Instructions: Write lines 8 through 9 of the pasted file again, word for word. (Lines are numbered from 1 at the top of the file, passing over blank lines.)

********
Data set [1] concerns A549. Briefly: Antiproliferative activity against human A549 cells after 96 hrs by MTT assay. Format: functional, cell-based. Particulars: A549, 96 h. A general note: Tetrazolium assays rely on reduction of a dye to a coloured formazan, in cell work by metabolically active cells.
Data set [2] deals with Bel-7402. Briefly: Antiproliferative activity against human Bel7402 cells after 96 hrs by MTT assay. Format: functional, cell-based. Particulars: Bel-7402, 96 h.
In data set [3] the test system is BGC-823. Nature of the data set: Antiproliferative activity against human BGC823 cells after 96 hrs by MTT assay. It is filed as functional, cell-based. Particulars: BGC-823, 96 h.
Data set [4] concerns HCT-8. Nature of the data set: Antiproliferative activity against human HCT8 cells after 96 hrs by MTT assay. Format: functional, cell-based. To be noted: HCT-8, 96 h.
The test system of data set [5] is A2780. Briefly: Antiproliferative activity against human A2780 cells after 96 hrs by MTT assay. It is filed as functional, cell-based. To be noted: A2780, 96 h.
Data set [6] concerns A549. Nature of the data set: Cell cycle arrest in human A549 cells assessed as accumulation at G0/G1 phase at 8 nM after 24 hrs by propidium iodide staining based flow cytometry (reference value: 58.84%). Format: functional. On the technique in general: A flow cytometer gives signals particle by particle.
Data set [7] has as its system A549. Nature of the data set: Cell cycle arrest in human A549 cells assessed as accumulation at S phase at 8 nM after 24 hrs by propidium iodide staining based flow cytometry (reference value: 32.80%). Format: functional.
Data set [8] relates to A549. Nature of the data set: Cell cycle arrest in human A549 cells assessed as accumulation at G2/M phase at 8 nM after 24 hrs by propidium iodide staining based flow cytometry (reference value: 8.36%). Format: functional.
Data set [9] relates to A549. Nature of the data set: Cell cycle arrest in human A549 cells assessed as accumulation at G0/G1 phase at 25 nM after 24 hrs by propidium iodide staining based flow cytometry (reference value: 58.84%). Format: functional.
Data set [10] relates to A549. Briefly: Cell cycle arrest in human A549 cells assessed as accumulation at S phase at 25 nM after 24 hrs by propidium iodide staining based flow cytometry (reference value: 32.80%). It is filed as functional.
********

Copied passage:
Data set [8] relates to A549. Nature of the data set: Cell cycle arrest in human A549 cells assessed as accumulation at G2/M phase at 8 nM after 24 hrs by propidium iodide staining based flow cytometry (reference value: 8.36%). Format: functional.
Data set [9] relates to A549. Nature of the data set: Cell cycle arrest in human A549 cells assessed as accumulation at G0/G1 phase at 25 nM after 24 hrs by propidium iodide staining based flow cytometry (reference value: 58.84%). Format: functional.